On Mindset and our Big Move to Boston

Quite a few of you know about this, but for the rest of you: I got a Scholarship to Boston University’s Communication Programme.

So recently, I was having this conversation with Sheena, my wife, about our move to Boston. I listened to the feedback that people have given her and started matching that with the feedback that I received from friends and family, and it’s really interesting how people approach our big move with their mindset.

A Fear-led Mindset is real

We had a good set of people who got super excited (Shoutout to all of you!) when we told them about me getting into Boston University, but also a good set of people who started to ask both of us about what it would mean for our current lives. It came to a point, where people were asking Sheena (or me) if this was even appropriate for her life. This move, they perceived, would “disadvantage” us somehow. After all, they felt that it would:

  • Put our careers on hold
  • Put our lives in flux
  • Make us poorer because we would have no income

How would she explain her gap to potential employers? Will you have money for your future housing? Won’t that take away time for you to have children? Isn’t Boston too far? Will a Masters Degree be a waste of time?

It’s not that I don’t appreciate this concern, or that there’s no validity to them. But I know the following:

  • The people asking don’t understand our context
  • They also don’t understand our plans
  • They are definitely using their own fears as a directive to ask these questions

Fundamentally, many of the questions asked were a result of the fear of the unknown, and the resultant projection of that feeling. Often times, it was the people who couldn’t grasp the context of our plans that didn’t think it was a good idea. They immediately started to de-risk the situation by suggesting that it wasn’t a good move, not realising that they lacked situational awareness.

Why do I say this? Well…

De-risking is built into our lives

Look, I empathise and I don’t fault them. It’s not their fault that they have been taught since they existed to look at a situation and pick out every single risk, then move to de-risk or avoid risk whenever they can. It’s something we teach intensely in Singapore, from a very young age. The school system, most of our parents, practically all of our relatives and even our workplaces. Society taught us that the path less taken, is the wrong path.

But to de-risk yourself is very different from helping other people de-risk. There is a high probability that you won’t know the following things about others:

  • Their Formative Backgrounds
  • Their Current Context
  • Their Future Direction

We need to know all three with clarity, in order to give accurate de-risking advice. I regularly tend to refrain from giving this advice, without finding out more about the 3 factors above. All the people that came in with a perception of “disadvantage” were unclear of at least ONE of the 3 factors.

Optimism is not Wilful Ignorance

A lot of those that questioned our moves also tended to see our optimism as wilful ignorance. Some people seemed to think that we didn’t put ourselves through the thinking process sufficiently, while others viewed us as naive.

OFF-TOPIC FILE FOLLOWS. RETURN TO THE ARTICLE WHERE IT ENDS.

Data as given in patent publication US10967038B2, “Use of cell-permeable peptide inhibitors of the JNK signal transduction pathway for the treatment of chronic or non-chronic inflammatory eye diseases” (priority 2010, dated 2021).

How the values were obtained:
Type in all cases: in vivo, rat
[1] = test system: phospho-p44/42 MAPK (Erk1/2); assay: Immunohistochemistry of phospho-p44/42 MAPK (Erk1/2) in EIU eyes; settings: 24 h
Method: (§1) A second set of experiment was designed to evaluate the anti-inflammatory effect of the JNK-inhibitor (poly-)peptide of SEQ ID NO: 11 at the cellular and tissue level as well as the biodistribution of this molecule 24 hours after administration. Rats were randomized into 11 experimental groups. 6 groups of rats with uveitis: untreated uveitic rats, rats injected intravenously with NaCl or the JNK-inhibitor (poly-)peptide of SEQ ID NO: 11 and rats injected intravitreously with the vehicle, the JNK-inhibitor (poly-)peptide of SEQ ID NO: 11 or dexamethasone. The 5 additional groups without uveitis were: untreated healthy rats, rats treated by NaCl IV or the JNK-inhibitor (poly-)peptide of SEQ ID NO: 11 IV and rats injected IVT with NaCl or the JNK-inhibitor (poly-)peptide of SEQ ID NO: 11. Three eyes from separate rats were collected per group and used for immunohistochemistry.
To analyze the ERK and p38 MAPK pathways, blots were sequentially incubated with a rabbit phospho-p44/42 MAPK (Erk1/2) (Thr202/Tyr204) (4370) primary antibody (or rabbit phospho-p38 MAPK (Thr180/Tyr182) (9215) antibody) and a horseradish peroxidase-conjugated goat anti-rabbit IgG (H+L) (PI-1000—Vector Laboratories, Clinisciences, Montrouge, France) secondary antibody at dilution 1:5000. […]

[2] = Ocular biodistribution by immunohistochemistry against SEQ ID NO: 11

I actually understand that. After all, they can’t read our minds. However, I would like to say that there’s something I like to call “backgrounding the risks”. That is to say I think of all the possible pitfalls, and I come up with Plan B accordingly, and I accept these risks. When I do accept those risks, I place them in the background to avoid it interfering with my future decision making process.

This is a huge move for me, and while people might not see it, I do have many many questions in my head. In the lead up to the acceptance of my spot in Boston university, I had asked myself if I was truly up to the task. My own doubts also caused me to second guess my application, and I almost didn’t execute. But when I objectively looked at my own background, context, and direction, I realised that I had to figure out a way to execute with the risks in mind.

On the other side of Fear…

Will Smith said it best in this video:

I’m going to be really honest: I can’t tell you how much it means to me to qualify for a Scholarship only 20 people out of the thousands of applicants would get. It meant even more to me that the acceptance rate for my programme is 22%, and that it’s a Top 50 school globally. After all, for most of my childhood, the system I studied in rated me sub-par at best. 

But the best thing is that I’m going to do this with a person whom I’m going to spend the rest of my life with, and that’s magic to me.  While I was, and still am pretty terrified, I believe that Will Smith was right about this:

“The best things in life are on the other side of terror”

So, we’re going on to do this, and I hope you’ll join us in whatever way, shape or form on my journey!

Let’s keep seeking our greatness together.

Until next time,


  1. Irene Lee says:

    Given the situation and the timeline available for the finanacial support that will come in, the best time for you to go is NOW. Give this a shot in your life is also NOW. Go forth!

  2. LENZ WONG says:

    Proud of you!

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